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Hotelling, Rawls, Solow: How Exhaustible Resources Came to Be Integrated into the Neoclassical Growth Model

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  • Guido Erreygers

Abstract

Exhaustible resources were integrated into the neoclassical growth model in the early 1970s. This happened partly as a reaction to various reports focusing on the limits to growth. At a deeper level, the debate on Rawls's theory of justice in an intergenerational context and Hotelling's economics of exhaustible resources were crucial inputs. This paper concentrates on Solow's contribution to the integration. It also traces its influence on the economics profession, focusing on the Hartwick rule and the way in which economists think about sustainability.

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Bibliographic Info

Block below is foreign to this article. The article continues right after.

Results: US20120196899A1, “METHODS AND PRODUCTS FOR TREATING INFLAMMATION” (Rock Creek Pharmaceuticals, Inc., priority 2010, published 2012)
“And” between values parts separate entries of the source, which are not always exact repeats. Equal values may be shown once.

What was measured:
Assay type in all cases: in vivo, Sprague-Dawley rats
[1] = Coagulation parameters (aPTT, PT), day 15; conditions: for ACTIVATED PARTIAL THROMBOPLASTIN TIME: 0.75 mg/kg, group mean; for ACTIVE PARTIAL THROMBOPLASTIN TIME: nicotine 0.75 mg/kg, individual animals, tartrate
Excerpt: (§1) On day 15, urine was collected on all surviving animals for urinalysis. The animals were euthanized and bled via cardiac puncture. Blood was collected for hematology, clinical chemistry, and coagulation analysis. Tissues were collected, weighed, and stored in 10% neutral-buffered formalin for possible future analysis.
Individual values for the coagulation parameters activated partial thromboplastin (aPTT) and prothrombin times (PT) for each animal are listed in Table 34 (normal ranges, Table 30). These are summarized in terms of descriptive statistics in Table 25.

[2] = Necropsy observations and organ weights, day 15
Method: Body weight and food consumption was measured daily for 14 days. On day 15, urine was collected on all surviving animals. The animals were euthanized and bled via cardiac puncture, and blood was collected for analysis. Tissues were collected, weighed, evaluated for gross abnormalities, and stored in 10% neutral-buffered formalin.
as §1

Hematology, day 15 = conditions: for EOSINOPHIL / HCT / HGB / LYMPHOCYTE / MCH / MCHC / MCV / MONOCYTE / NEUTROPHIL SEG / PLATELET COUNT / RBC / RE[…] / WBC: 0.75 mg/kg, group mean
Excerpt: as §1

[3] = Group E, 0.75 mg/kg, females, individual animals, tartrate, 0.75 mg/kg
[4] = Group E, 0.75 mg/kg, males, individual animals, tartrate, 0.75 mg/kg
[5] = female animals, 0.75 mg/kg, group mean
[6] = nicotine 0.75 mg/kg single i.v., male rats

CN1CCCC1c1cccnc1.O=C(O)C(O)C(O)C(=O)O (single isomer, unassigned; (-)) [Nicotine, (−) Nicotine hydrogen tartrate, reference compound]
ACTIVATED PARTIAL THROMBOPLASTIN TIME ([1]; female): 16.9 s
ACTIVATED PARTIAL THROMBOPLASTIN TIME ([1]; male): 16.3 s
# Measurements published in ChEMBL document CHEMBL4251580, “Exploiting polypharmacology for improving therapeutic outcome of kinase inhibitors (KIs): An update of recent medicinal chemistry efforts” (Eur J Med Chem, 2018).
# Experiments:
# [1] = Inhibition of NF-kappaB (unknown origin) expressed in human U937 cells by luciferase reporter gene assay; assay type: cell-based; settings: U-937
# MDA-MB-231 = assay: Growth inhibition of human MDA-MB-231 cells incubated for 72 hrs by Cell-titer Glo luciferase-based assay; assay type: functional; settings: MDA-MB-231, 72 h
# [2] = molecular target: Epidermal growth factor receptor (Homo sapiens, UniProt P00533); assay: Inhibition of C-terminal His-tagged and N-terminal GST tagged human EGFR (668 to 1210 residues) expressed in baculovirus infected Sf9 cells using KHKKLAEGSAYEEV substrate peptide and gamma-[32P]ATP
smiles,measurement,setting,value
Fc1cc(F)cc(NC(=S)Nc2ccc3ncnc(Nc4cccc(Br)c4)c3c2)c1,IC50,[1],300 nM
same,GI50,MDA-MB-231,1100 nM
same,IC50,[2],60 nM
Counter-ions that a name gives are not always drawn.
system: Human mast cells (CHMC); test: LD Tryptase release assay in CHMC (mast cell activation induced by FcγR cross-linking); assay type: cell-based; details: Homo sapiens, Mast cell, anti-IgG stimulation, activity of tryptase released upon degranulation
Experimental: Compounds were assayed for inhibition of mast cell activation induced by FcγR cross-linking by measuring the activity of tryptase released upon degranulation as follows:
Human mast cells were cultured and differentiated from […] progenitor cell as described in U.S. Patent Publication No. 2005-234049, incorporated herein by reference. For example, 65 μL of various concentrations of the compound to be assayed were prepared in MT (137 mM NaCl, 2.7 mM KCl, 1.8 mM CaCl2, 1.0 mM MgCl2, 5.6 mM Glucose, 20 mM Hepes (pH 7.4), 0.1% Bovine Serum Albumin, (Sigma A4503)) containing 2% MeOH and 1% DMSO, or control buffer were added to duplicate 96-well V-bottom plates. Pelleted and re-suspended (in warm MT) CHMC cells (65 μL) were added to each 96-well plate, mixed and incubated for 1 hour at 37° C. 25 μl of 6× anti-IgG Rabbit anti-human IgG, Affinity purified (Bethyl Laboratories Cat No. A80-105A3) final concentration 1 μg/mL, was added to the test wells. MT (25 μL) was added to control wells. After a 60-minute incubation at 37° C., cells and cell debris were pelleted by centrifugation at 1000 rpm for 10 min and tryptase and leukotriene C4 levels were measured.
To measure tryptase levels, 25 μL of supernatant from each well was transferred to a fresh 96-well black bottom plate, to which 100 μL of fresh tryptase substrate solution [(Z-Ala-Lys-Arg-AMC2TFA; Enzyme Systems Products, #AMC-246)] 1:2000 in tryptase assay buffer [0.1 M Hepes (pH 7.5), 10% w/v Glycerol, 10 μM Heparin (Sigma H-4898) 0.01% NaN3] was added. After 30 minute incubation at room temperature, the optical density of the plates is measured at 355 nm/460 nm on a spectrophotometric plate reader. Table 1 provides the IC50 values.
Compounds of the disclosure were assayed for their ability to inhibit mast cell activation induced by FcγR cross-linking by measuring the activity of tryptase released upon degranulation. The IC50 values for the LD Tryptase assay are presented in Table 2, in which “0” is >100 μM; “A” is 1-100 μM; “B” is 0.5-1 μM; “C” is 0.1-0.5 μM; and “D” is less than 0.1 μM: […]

Article provided by Duke University Press in its journal History of Political Economy.

Volume (Year): 41 (2009)
Issue (Month): 5 (Supplement)
Pages: 263-281

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Handle: RePEc:hop:hopeec:v:41:y:2009:i:5:p:263-281

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Keywords: neoclassical growth model;

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Cited by:
  1. Levallois, Clément, 2010. "Can de-growth be considered a policy option? A historical note on Nicholas Georgescu-Roegen and the Club of Rome," Ecological Economics, Elsevier, Elsevier, vol. 69(11), pages 2271-2278, September.

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